I had a new family at the Alumni House — their names were Clarence and Bo and Gene and Stan and Liddybet and Ann and Alice and Chris and Judy and Ruth and Jane and Roland, and, of course, Spike, to name a few. I pretty much lived there, in the house next to The Carolina Inn.
Just in case you’re wondering, I didn’t leave Doug off this list. He wasn’t here yet, though he would arrive in summer 1982.
I had a new circle of friends, some of whom would be lifelong. (I have to digress a second to throw in that my boyfriend, also OBT, was a basketball usher, so this lucky girl had seats in Carmichael on the rows behind the 1982 championship team.) No, of course, we didn’t sit in those seats we had — we stood.
I was also a member of the GAA Board of Directors and hung out with adults named Ray and David and Pepper and Charlie and Rollie.
I worked in the Chancellor’s Box and mingled with important Tar Heels named Christopher and Ferebee and Lyle, though, of course, I knew to address them each as “Chancellor.”
I traveled for the University around the state to clubs to talk to alumni about what it was like to be a current student. I rode on a bus with alumni to the Bluebonnet Bowl. I attended regional and national CASE conferences for student alumni associations.
By saying yes in 1980 to a chance “come with me to a meeting,” I had my first real taste of leadership as well as the thrill of having a passion for an organization and a place. For that passion and service, the GAA acknowledged me as a member of the Bell Tower Society in 1982.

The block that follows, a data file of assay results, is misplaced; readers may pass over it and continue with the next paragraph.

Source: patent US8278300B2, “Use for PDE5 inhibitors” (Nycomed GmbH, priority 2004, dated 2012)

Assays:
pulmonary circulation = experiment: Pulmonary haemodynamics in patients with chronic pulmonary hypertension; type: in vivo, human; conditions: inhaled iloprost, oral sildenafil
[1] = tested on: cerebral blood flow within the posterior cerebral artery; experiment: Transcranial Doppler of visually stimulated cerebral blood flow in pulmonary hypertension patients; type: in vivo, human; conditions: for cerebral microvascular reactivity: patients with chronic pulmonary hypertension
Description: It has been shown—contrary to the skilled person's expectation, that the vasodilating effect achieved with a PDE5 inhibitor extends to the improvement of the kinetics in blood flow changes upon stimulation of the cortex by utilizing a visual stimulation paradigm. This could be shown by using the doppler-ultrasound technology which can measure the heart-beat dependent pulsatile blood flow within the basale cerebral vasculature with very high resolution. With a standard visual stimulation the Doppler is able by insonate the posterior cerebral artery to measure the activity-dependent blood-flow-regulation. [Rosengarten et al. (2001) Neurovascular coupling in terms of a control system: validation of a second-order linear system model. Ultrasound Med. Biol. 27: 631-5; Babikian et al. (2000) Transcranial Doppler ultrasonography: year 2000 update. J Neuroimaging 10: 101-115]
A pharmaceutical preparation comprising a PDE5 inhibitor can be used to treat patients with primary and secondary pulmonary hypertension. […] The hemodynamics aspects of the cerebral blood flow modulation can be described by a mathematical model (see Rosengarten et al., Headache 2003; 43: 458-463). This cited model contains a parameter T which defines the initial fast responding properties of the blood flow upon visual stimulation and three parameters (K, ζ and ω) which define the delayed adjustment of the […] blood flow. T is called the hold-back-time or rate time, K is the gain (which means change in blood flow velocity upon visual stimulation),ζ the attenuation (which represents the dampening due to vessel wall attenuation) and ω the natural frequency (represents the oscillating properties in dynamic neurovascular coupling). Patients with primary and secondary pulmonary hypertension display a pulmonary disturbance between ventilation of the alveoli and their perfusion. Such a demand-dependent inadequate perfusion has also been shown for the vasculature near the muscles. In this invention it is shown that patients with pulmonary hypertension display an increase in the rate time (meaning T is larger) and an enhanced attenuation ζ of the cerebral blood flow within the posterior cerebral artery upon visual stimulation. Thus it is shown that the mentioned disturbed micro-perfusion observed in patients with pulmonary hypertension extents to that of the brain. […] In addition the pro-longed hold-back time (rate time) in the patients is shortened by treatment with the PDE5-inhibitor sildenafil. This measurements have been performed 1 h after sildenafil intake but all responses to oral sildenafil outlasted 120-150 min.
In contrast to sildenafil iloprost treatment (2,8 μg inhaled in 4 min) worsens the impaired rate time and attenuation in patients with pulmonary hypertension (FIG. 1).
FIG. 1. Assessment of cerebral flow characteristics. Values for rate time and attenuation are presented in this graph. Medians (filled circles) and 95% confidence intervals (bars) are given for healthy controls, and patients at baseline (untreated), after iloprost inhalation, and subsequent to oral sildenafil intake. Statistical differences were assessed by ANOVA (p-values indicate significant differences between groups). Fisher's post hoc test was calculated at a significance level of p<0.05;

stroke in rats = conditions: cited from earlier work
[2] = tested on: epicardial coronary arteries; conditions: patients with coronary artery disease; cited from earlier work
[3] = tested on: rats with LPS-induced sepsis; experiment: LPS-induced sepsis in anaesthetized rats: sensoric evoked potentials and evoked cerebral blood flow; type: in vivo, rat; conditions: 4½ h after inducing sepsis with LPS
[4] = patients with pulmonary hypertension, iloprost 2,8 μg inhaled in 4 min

I want to digress from my story again and use this opportunity to talk about the importance of scholarship and supporting education.
Frankly, I don’t know if I would have been at UNC at all without being awarded the Johnston. Without Carolina’s full support, I certainly would not have had the experiences of this story.
Paying it forward, in 1984 my Uncle Stuart, who was class of ‘32, created two scholarship funds, one in my name and one in my brother’s, in appreciation and recognition. Each of those funds helps support several students every year, and we continue to donate to them. Later, Perry and I, after our mother died in August 2009, created a college scholarship fund in her name. These are my brother’s words:
“We thought that if we could give somebody who was financially disadvantaged a chance, that it would make a difference in their lives. Our experience at Chapel Hill really changed our lives,” he said. “It was self-affirming, eye-opening, broadening.”
Returning to my story, let’s talk about those doors that were opened for me by the GAA.
Order of the Bell Tower led me to two summer jobs in the Office of Development and gave me the connections and display of initiative needed to be admitted straight out of undergraduate school to Carolina’s MBA program. The only other student who did that that year was my classmate, former alumni board member Kraig Holt. In hindsight, had I not been admitted, I’m confident my Carolina family would have opened doors in another way.
On my MBA application, I expressed a belief that not-for-profit management was about to become significantly more sophisticated (and it did), and I wanted the MBA training, hoping to apply it in that area. Well, it didn’t exactly turn out that way — upon graduation I took the for-profit route to Procter & Gamble, a marketing experience there simply is no substitute for. Though I began my training in Cincinnati on established brands, I was eventually and randomly assigned to new product start-ups, and then moved to RJR Nabisco overseeing all new product launches for the Planters and LifeSavers brands, at age 27.